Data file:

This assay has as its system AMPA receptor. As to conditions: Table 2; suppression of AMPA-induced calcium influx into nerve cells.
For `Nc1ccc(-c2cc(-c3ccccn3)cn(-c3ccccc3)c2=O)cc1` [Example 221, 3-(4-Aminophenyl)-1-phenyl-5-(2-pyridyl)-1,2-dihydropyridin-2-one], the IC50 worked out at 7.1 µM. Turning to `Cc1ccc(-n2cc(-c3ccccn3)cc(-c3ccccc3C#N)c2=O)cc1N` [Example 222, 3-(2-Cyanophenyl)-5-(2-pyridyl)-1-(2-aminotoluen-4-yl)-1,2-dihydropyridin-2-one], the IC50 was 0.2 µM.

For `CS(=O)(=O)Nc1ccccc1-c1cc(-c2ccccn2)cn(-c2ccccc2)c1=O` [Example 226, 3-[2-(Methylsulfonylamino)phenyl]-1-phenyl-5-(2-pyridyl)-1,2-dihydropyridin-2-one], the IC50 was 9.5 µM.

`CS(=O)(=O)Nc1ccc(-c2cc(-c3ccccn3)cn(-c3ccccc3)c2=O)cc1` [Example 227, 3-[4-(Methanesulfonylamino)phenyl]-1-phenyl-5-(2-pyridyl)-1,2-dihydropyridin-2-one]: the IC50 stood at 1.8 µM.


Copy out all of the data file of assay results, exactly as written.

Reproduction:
This assay has as its system AMPA receptor. As to conditions: Table 2; suppression of AMPA-induced calcium influx into nerve cells.
For `Nc1ccc(-c2cc(-c3ccccn3)cn(-c3ccccc3)c2=O)cc1` [Example 221, 3-(4-Aminophenyl)-1-phenyl-5-(2-pyridyl)-1,2-dihydropyridin-2-one], the IC50 worked out at 7.1 µM. Turning to `Cc1ccc(-n2cc(-c3ccccn3)cc(-c3ccccc3C#N)c2=O)cc1N` [Example 222, 3-(2-Cyanophenyl)-5-(2-pyridyl)-1-(2-aminotoluen-4-yl)-1,2-dihydropyridin-2-one], the IC50 was 0.2 µM.

For `CS(=O)(=O)Nc1ccccc1-c1cc(-c2ccccn2)cn(-c2ccccc2)c1=O` [Example 226, 3-[2-(Methylsulfonylamino)phenyl]-1-phenyl-5-(2-pyridyl)-1,2-dihydropyridin-2-one], the IC50 was 9.5 µM.

`CS(=O)(=O)Nc1ccc(-c2cc(-c3ccccn3)cn(-c3ccccc3)c2=O)cc1` [Example 227, 3-[4-(Methanesulfonylamino)phenyl]-1-phenyl-5-(2-pyridyl)-1,2-dihydropyridin-2-one]: the IC50 stood at 1.8 µM.